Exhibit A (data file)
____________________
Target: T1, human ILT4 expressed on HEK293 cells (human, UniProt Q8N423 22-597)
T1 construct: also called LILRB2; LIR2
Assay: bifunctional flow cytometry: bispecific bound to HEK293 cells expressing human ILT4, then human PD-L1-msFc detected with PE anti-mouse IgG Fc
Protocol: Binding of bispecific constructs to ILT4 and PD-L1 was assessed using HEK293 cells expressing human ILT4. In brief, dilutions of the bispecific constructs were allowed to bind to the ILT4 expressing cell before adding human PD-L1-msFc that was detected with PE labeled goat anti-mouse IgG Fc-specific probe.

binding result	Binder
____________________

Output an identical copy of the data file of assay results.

Target: T1, human ILT4 expressed on HEK293 cells (human, UniProt Q8N423 22-597)
T1 construct: also called LILRB2; LIR2
Assay: bifunctional flow cytometry: bispecific bound to HEK293 cells expressing human ILT4, then human PD-L1-msFc detected with PE anti-mouse IgG Fc
Protocol: Binding of bispecific constructs to ILT4 and PD-L1 was assessed using HEK293 cells expressing human ILT4. In brief, dilutions of the bispecific constructs were allowed to bind to the ILT4 expressing cell before adding human PD-L1-msFc that was detected with PE labeled goat anti-mouse IgG Fc-specific probe.

binding result	Binder